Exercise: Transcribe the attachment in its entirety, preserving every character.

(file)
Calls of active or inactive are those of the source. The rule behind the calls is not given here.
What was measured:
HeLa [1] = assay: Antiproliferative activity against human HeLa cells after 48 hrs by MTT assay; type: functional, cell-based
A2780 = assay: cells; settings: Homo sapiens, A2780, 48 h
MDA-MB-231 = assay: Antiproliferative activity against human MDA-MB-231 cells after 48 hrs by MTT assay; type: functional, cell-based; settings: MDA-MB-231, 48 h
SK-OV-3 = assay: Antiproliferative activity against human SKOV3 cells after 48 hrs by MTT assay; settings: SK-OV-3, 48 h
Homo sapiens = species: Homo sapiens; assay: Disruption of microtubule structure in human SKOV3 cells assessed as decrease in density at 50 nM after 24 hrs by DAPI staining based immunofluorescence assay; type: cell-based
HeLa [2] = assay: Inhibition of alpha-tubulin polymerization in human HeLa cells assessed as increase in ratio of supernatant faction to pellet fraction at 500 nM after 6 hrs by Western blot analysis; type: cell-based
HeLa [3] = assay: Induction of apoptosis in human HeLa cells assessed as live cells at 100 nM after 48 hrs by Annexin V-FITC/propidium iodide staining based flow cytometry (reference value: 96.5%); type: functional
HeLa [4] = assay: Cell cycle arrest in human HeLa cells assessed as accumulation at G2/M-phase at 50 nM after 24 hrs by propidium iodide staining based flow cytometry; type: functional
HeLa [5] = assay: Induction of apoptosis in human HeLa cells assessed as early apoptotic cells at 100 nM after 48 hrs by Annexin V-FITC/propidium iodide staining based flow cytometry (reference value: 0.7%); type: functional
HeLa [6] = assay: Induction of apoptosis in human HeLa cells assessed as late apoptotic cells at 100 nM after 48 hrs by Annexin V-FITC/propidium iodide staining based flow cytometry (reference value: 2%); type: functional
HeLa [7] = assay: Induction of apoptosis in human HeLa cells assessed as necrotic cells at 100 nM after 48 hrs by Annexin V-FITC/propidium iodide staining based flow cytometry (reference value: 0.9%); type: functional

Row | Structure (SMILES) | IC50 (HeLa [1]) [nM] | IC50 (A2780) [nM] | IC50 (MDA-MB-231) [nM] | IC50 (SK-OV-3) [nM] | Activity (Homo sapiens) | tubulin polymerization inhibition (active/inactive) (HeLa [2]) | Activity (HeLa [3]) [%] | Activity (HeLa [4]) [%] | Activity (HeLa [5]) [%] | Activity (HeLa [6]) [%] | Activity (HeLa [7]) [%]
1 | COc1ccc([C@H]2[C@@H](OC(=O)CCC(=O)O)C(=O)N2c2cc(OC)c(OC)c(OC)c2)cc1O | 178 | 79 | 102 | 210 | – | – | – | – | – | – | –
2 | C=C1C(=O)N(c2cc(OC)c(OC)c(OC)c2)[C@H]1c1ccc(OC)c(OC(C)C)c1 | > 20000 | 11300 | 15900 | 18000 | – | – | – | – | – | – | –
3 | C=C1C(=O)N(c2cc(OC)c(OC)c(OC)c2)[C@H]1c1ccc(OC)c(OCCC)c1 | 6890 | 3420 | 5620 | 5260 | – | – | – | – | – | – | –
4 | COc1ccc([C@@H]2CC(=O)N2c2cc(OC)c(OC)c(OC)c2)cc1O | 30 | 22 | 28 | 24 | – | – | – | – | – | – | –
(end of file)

Calls of active or inactive are those of the source. The rule behind the calls is not given here.
What was measured:
HeLa [1] = assay: Antiproliferative activity against human HeLa cells after 48 hrs by MTT assay; type: functional, cell-based
A2780 = assay: cells; settings: Homo sapiens, A2780, 48 h
MDA-MB-231 = assay: Antiproliferative activity against human MDA-MB-231 cells after 48 hrs by MTT assay; type: functional, cell-based; settings: MDA-MB-231, 48 h
SK-OV-3 = assay: Antiproliferative activity against human SKOV3 cells after 48 hrs by MTT assay; settings: SK-OV-3, 48 h
Homo sapiens = species: Homo sapiens; assay: Disruption of microtubule structure in human SKOV3 cells assessed as decrease in density at 50 nM after 24 hrs by DAPI staining based immunofluorescence assay; type: cell-based
HeLa [2] = assay: Inhibition of alpha-tubulin polymerization in human HeLa cells assessed as increase in ratio of supernatant faction to pellet fraction at 500 nM after 6 hrs by Western blot analysis; type: cell-based
HeLa [3] = assay: Induction of apoptosis in human HeLa cells assessed as live cells at 100 nM after 48 hrs by Annexin V-FITC/propidium iodide staining based flow cytometry (reference value: 96.5%); type: functional
HeLa [4] = assay: Cell cycle arrest in human HeLa cells assessed as accumulation at G2/M-phase at 50 nM after 24 hrs by propidium iodide staining based flow cytometry; type: functional
HeLa [5] = assay: Induction of apoptosis in human HeLa cells assessed as early apoptotic cells at 100 nM after 48 hrs by Annexin V-FITC/propidium iodide staining based flow cytometry (reference value: 0.7%); type: functional
HeLa [6] = assay: Induction of apoptosis in human HeLa cells assessed as late apoptotic cells at 100 nM after 48 hrs by Annexin V-FITC/propidium iodide staining based flow cytometry (reference value: 2%); type: functional
HeLa [7] = assay: Induction of apoptosis in human HeLa cells assessed as necrotic cells at 100 nM after 48 hrs by Annexin V-FITC/propidium iodide staining based flow cytometry (reference value: 0.9%); type: functional

Row | Structure (SMILES) | IC50 (HeLa [1]) [nM] | IC50 (A2780) [nM] | IC50 (MDA-MB-231) [nM] | IC50 (SK-OV-3) [nM] | Activity (Homo sapiens) | tubulin polymerization inhibition (active/inactive) (HeLa [2]) | Activity (HeLa [3]) [%] | Activity (HeLa [4]) [%] | Activity (HeLa [5]) [%] | Activity (HeLa [6]) [%] | Activity (HeLa [7]) [%]
1 | COc1ccc([C@H]2[C@@H](OC(=O)CCC(=O)O)C(=O)N2c2cc(OC)c(OC)c(OC)c2)cc1O | 178 | 79 | 102 | 210 | – | – | – | – | – | – | –
2 | C=C1C(=O)N(c2cc(OC)c(OC)c(OC)c2)[C@H]1c1ccc(OC)c(OC(C)C)c1 | > 20000 | 11300 | 15900 | 18000 | – | – | – | – | – | – | –
3 | C=C1C(=O)N(c2cc(OC)c(OC)c(OC)c2)[C@H]1c1ccc(OC)c(OCCC)c1 | 6890 | 3420 | 5620 | 5260 | – | – | – | – | – | – | –
4 | COc1ccc([C@@H]2CC(=O)N2c2cc(OC)c(OC)c(OC)c2)cc1O | 30 | 22 | 28 | 24 | – | – | – | – | – | – | –